Now, I am not sure where to begin when talking about Bolsena. It is an "antique" city as one man called it tonight, complete with a castle and the usual steep, narrow streets, crooked buildings, churches and bells and well cared for gardens. This medieval part of the city is on the slopes of a hill and the streets are very steep - only steps in some parts. As we arrived in this part of the city we had a drink at a wine bar (only aqua!) and sat on bench seats outside which clung to the side of the building. I put my pack down very carefully in case it went rolling down the steps to the next level! We were very glad to arrive in this part of the city as we had been walking through fields and past olive groves for a number of hours (including the half hour when we got lost!) and every corner we came around we expected to see the village, but iut never seemed to get any closer!
Lake Bolsena from our table at lunch!
The medieval part of the village,
As we walked down through the medieval village we came to the newer part of the town and got closer to the lake. This part of the village is the part that cars can drive in, and it is also a pciteresque par too. I will always think of this part of our walk and this town in particular as the hydrangea town. Hydrangeas seem to be the trade mark / symbol of the village. They are growing everywhere - blue hydrangeas next to pink ones, dark ones next to pale ones and in between a fair sprinkling of white ones, lace ones and oak leaved ones. With the heat some are wilting a little, but there doesn't seem to be any evidence of them being watered and so I can only assume that they must have some access to the water table. They grow along the shores of the lake, along with big pots of geraniums and petunias. When the breeze has sprung up in the afternoon the lake gets quite choppy and sitting by the shore eating dinner, followed by a walk to buy a gelati, I could imagine the sound of the waves being the sea, only there is no sea smell, and no seagulls!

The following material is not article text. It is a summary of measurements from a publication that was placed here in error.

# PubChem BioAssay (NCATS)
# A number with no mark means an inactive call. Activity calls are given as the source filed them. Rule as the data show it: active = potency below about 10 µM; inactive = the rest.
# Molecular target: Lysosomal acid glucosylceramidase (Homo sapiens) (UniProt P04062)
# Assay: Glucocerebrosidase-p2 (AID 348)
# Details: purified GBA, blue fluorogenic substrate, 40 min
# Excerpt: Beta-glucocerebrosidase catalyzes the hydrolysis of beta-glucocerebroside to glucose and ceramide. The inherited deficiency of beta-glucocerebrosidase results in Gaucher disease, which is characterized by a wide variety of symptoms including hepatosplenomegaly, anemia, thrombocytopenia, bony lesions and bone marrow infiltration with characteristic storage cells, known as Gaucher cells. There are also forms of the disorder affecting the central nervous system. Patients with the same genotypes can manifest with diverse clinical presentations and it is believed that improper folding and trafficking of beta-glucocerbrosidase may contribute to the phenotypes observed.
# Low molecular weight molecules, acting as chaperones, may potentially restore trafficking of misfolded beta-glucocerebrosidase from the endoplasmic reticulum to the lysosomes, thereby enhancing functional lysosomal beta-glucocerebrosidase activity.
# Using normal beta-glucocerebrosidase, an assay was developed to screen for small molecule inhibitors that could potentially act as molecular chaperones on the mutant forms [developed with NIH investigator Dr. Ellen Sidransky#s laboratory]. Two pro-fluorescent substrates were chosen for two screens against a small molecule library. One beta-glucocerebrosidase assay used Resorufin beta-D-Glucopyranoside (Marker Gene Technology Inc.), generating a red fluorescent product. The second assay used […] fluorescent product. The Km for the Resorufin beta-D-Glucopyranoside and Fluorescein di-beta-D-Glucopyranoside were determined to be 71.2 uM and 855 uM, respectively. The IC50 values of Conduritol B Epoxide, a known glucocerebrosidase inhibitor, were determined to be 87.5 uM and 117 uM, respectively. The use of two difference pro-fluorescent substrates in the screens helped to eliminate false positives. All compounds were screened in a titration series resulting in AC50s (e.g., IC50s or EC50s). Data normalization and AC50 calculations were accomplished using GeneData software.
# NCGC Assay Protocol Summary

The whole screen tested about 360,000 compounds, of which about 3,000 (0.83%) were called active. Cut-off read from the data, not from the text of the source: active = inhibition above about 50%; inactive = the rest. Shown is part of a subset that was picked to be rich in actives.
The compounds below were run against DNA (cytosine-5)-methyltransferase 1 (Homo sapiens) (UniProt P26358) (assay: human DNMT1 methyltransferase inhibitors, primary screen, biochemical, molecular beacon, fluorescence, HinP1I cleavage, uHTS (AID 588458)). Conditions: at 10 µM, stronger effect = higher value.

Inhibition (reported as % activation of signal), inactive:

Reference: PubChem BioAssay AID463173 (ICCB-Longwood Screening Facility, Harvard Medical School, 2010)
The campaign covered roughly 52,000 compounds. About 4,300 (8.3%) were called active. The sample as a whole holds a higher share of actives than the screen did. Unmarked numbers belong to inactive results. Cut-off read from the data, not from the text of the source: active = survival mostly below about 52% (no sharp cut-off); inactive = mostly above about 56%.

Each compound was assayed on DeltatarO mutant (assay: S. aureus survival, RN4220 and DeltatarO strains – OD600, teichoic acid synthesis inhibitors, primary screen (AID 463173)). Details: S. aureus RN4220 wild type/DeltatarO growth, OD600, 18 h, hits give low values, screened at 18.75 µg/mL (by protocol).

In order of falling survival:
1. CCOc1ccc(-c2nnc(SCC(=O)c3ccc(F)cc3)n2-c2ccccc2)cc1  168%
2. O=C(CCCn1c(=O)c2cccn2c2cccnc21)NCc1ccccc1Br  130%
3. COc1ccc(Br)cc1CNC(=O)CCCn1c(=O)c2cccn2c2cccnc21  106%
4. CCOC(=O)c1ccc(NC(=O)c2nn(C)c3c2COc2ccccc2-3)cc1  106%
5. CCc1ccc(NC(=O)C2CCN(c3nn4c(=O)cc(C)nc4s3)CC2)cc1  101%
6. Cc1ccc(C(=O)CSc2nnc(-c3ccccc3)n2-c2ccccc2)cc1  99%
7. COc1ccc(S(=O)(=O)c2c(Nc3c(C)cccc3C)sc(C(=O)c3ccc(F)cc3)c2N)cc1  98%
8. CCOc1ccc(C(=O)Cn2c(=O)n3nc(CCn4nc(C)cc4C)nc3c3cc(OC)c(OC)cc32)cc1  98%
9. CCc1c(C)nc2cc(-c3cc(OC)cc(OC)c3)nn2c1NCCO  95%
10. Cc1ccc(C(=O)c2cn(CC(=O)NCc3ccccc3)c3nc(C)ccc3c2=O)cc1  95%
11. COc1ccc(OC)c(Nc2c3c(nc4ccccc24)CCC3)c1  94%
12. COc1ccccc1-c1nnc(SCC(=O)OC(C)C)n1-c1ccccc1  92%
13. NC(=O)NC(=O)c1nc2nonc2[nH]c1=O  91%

Hydrangeas from our bedroom window.
As you might gather, I think this place is delightful. Though there are some tourists it doesn't seem to be a big tourist town or a holiday resort. The marina seems to have mostly little boats that are like the sort of boat a family would own, and it is not very big at that.
Today Elizabeht and I caught a little Council bus up into the hills to visit a little village I had read about. Civita di Bagnoregio is a medieval village built on top of a hill. The difference between this hilltop village and others we have been to is that it is a village that is slowly disappearing. It is built on the type of soil that, over time, erodes leaving the soil exposed, and buildings perched precariously. Some of the streets end abruptly, with a precitpitous fall to the valley below. The only access to the village is via a wide footbridge, once a suspension bridge, now something a bit more sturdy, but still 25 metres above the ground. The only vehicles in the town are scooters and motor bikes though we saw one of the little 3 wheeled machines hidden away too. As we were leaving a scooter came across the bridge laden with cartons of water bottles - all we could see was the drivers head above the packages. The colours of the eroded soil, the hot strong wind blowing, combined with the heat and dust reminded me of the painted desert in Northern South Australia.
Civita di Bagnoregio
An abrupt drop on the other side of the rail!
We have had a good rest here. Eating dinner by the lake, watching the world go by, and fitting in a number of swims in the pool. I now have to go and have a good night's sleep as tomorrow morning we are heading to another hilltop village called Montefiascone. The day promises to be hot, and so it will mean an early start again.